Seamen enjoy the protection of specific laws that apply exclusively to them, such as the Jones Act, the doctrine of seaworthiness and maintenance and cure. In practical terms, this usually means more money is awarded to sick or injured workers if they are classified as seamen, as opposed to other categories such as passengers, longshoremen or harbor workers.

The seaman status issue was recently raised in the case of “Re: In the Matter of the Complaint of Endeavor Marine, Inc., United States Court of Appeals for the Fifth Circuit” 2000 U.S. App. Lexis 31624 December 11, 2000.

On April 4, 1996, Kevin Baye sustained disabling knee and back injuries when he was struck by a mooring line while working aboard the Frank L. Baye was an employee of Crane Operators, Inc., a company that provided personnel on an as-needed basis to businesses that own or operate cranes and other heavy lift equipment.

The accident occurred in the Mississippi River while the tugboat Tako Endeavor was pushing the Frank L alongside a cargo vessel that the Frank L was assigned to unload. Baye was standing near the head of the Frank L waiting for the barge to be positioned so he could pass a mooring line to the deck hands aboard the cargo vessel. While being pushed into position by the Tako Endeavor, the stern mooring cable of a nearby derrick barge, the Agness, snagged on the Frank L’s hull. The line snapped and popped up onto the deck of the Frank L striking Baye in the leg.

Baye brought suit under the Jones Act. The Trial Court determined he was not a seaman because the vessel he was working on did not go to sea. This would have limited Baye’s recovery of funds to Longshoreman and Harbor Workers Act benefits. Baye maintained he was not a longshoreman or harbor worker, but a seaman.

Courts use a two-part test to determine if a worker is a seaman. First, an employee’s duties must contribute to the function of the vessel or to the accomplishment of its mission; second, a seaman must have a connection to a vessel in navigation, or to an identifiable group of such vessels, that is substantial in terms of both its duration and nature. Baye’s employment clearly satisfied the first part of the test, but the second part was troublesome.

Faced with a worker whose primary duties aboard the vessel were in the nature of longshore work, the court concluded that Baye’s connection to the Frank L was not substantial in terms of its nature because his duties did not carry him to sea.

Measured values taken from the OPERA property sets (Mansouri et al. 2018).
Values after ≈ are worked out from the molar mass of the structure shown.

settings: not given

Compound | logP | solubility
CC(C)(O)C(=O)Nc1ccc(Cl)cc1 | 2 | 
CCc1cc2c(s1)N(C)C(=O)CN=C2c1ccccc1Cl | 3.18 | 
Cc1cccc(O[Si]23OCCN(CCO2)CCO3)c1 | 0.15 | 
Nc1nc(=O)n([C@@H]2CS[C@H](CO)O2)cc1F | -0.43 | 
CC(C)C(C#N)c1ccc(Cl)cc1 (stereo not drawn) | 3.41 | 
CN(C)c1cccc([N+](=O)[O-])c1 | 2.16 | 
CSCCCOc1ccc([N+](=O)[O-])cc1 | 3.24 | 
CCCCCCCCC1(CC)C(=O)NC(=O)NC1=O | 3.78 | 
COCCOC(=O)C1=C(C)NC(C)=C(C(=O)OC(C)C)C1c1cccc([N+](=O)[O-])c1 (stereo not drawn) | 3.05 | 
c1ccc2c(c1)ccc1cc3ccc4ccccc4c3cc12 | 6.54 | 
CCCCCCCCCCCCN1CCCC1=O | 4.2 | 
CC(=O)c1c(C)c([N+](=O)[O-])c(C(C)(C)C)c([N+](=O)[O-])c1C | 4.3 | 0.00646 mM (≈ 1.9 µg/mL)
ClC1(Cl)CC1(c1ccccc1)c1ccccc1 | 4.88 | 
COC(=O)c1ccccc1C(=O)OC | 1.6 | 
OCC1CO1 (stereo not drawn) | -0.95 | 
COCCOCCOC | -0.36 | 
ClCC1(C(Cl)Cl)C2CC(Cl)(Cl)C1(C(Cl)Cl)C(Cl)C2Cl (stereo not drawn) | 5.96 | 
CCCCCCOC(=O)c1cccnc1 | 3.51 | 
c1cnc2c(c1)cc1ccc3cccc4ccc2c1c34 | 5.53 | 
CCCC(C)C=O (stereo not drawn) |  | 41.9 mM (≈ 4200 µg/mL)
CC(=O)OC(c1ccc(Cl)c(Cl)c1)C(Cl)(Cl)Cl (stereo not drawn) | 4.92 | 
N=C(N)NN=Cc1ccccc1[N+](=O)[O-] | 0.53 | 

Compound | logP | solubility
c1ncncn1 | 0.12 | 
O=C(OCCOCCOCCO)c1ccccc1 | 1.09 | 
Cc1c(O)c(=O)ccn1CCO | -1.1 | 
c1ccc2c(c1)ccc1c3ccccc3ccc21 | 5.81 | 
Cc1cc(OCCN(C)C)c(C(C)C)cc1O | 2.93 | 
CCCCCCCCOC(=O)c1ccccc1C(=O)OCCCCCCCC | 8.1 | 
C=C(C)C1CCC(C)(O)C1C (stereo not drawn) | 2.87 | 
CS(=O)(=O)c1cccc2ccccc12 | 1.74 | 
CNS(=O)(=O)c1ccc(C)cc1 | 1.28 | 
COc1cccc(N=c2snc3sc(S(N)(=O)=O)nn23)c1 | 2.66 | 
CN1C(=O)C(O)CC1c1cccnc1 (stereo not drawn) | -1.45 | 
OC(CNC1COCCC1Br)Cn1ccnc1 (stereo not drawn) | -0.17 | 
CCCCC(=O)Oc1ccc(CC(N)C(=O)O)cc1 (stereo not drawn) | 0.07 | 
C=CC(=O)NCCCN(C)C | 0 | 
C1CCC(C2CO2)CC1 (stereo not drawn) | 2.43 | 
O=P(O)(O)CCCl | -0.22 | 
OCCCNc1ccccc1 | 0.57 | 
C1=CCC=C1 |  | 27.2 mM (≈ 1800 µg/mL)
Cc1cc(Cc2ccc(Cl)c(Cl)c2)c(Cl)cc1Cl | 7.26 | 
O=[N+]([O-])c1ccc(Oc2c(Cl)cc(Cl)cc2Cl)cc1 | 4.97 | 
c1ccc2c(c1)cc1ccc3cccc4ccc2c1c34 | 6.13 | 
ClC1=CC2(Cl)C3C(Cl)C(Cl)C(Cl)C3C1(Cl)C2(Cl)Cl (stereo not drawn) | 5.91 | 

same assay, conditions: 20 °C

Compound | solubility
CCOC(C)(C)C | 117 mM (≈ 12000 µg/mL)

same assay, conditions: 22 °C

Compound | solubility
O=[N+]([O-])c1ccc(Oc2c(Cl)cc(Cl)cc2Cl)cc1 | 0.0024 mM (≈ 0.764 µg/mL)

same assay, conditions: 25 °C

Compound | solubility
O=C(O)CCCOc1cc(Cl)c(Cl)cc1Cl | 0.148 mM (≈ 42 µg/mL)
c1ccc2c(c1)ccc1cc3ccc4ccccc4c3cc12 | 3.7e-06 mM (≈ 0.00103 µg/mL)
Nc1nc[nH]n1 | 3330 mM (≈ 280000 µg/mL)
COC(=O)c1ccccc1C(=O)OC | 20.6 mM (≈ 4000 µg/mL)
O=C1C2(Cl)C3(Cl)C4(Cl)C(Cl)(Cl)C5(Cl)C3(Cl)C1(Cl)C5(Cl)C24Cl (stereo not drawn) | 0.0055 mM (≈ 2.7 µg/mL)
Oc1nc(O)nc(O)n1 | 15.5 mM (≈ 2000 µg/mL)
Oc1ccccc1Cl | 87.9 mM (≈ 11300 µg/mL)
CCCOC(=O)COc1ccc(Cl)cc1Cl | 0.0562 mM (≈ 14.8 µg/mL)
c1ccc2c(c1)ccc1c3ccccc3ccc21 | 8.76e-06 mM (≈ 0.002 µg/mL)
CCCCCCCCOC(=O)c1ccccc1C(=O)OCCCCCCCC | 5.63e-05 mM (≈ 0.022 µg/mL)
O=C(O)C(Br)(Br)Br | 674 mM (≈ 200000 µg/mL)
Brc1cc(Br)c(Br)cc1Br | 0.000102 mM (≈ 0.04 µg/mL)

Fortunately for Baye, the appellate court reversed the trial court determination, basing its decision on whether or not Baye was regularly exposed to the perils of the sea, as opposed to whether or not his duties carried him to sea. Even though the vessel was not going to sea, per se, Baye as a worker on the vessel was exposed to the hazards that are common to workers on board vessels, such as mooring lines that could snap and cause injury.

In admiralty matters, The Fifth Circuit Courts of Appeals decisions are very persuasive since this court has a long tradition of handling these types of cases. However the final say may be up to the United States Supreme Court if the case goes to the next level.

In recent years the issue of seaman status has appeared often. Some decisions even go into what percentage of time the employee spends on the vessel. Generally, these cases indicate that more than 30% of the time spent on the vessel doing seaman’s work qualifies the person as a seaman. These issues can be quite confusing, with the final outcome left to a jury to decide, or a judge if there is no jury. As a practical matter for those workers who labor for their employer both on land and on a vessel, some type of record should be kept to track the amount of time spent on land-based work versus vessel-based work. After an accident it can be very difficult to reconstruct this information, which could translate into the loss of substantial amounts of money and other benefits.

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